Nights in Rodanthe

by

Pulp writer Nicholas Sparks specializes in light and fluffy romantic soufflés, yet somewhere between the airport paperback rack and the multiplex, his stuff tends to congeal into big gloppy bowls of butterscotch pudding. Which isn't to say that given the right day or the right stomach, that sort of thing can't be satisfying, though it's certainly an acquired taste. It's sort of like those toxic red, flaming hot Cheetos – I'm not likely to pick up a bag anytime soon, but clearly somebody's buying them.

So, the latest Sparks adaptation is sure to please the dickens out of some portion of his very large audience, eager as they are to chuck away any sense of logic, reason or cinema theory and get lost in the soggy beaches of middle-age romantic wanderlust. The more cynically inclined will need to down a bit more medicine before trying to swallow this ladle full of syrup. Enjoyment is predicated not just on one's insulin tolerance but on a taste for the pairing of Richard Gere and Diane Lane, who generated real heat in Unfaithful, and here rely on stoking the remaining embers. They do make a handsome couple, with the ageless Gere still making 'em swoon, and the charming Lane providing a little bit of soccer-mom MILF allure, and a very womanly appeal.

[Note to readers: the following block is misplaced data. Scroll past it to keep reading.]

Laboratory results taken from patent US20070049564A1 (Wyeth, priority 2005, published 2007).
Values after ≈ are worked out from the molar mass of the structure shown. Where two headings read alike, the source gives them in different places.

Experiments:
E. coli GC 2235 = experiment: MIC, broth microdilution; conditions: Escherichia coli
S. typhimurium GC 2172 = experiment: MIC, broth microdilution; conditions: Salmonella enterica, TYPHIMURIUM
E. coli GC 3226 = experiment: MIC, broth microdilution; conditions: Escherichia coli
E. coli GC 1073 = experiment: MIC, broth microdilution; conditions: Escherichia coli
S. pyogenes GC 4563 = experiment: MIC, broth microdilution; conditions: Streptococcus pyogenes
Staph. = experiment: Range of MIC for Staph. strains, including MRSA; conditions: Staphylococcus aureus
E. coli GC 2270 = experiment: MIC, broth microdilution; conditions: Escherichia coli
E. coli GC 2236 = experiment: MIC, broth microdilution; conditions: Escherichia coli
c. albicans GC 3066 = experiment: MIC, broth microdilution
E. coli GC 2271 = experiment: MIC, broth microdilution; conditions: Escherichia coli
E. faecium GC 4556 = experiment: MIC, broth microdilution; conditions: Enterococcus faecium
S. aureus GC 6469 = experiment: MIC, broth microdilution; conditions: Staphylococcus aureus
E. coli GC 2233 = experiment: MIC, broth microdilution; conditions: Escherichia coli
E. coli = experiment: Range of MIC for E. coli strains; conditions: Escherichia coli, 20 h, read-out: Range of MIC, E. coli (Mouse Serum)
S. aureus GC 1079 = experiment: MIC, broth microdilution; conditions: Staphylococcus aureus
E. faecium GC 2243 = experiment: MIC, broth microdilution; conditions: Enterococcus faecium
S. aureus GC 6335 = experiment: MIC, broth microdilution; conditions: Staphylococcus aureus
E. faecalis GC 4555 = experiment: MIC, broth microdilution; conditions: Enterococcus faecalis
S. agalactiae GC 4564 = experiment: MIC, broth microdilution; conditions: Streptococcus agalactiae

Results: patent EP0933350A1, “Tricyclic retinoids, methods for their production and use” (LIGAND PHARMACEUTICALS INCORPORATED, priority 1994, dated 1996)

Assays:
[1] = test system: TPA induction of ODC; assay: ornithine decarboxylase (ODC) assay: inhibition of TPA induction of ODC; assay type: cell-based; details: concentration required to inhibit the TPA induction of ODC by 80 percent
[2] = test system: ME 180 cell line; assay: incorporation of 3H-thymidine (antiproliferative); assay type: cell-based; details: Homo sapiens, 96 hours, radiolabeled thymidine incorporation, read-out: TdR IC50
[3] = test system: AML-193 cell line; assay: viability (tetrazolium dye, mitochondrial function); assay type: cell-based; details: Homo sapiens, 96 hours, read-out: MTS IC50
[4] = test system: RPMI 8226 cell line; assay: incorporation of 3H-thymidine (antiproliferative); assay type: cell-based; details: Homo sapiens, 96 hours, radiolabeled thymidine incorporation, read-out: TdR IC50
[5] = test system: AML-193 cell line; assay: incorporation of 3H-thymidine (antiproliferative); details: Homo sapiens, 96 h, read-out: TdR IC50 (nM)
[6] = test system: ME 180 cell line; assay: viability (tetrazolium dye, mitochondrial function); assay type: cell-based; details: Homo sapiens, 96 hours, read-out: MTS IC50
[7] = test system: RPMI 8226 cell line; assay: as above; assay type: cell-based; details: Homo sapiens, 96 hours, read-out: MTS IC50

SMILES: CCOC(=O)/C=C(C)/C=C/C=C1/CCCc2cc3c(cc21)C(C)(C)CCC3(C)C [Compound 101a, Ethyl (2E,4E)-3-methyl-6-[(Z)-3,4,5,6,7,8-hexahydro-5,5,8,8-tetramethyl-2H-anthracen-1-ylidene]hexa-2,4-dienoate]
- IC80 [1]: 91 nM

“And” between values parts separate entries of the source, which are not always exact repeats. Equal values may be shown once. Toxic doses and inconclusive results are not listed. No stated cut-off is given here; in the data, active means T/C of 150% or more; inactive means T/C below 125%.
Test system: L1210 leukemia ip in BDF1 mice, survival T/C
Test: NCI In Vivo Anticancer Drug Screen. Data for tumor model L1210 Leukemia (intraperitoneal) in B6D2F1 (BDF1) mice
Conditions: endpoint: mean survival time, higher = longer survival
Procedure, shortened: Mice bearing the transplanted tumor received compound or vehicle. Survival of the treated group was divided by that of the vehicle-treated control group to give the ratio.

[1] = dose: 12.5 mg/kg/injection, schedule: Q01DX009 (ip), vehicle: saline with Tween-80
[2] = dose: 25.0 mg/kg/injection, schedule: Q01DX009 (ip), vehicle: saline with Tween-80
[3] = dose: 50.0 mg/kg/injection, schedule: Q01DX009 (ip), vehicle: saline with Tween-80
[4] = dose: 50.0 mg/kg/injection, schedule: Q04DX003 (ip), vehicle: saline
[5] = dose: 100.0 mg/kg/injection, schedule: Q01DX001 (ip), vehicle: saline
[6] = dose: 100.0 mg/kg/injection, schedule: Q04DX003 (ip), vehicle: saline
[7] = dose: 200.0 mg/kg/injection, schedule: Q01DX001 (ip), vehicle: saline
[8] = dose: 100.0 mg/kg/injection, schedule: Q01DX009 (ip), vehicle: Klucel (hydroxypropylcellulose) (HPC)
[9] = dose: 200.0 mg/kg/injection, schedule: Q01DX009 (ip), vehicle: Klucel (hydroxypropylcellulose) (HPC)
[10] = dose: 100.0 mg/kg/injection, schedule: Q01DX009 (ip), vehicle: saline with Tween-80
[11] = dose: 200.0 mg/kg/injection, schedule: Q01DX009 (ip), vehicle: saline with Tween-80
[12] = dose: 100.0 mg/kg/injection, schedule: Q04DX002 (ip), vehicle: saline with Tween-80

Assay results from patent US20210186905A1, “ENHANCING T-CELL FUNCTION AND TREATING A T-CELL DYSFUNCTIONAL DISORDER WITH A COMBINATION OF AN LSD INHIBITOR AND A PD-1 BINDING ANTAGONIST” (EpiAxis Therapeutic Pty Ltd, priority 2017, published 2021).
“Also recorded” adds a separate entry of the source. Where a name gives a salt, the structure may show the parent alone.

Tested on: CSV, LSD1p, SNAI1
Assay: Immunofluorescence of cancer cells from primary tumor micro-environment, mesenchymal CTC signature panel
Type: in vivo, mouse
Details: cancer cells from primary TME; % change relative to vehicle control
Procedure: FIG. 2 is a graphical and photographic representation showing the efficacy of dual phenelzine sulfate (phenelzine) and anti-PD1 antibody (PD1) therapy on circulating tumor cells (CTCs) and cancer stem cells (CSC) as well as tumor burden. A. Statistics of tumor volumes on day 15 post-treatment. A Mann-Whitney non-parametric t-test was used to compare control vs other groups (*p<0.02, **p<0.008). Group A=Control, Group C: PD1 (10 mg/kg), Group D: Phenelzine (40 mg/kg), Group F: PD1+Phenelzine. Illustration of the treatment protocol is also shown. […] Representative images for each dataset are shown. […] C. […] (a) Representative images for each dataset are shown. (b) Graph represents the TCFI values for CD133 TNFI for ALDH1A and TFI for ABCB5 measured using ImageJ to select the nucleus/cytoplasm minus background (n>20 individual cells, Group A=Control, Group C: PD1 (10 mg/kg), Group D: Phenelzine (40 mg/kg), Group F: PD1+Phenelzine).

The overly clunky plot seems to have been cobbled from the random contents of a thousand suburban scrapbooking kits, with love letters, canned sausages, malpractice suits, wild ponies and keepsake boxes made from driftwood all playing a role. Messy details aside, Lane's frustrated housewife Adrienne and Gere's brooding surgeon Paul find themselves stuck together in the beachside bed and breakfast of a coastal North Carolina island, and wouldn't you know it, an incoming hurricane blows away their differences and forces them into each other's arms. A roll in the hay can do wonders, and soon the lovers are heading into town for a rocking clambake, and doing the traditional lip-synch/awkward white people dancing to vintage R&B that's mandated in Hollywood bylaws. This little fling is brief, but it creates lasting ripples in both their lives, allowing closed off souls to open themselves up to the possibility of love once again, or at least for a trip to the mall to reload up on warm, comforting afghans.

Corey Hall writes about film for Metro Times. Send comments to letters@metrotimes.com.

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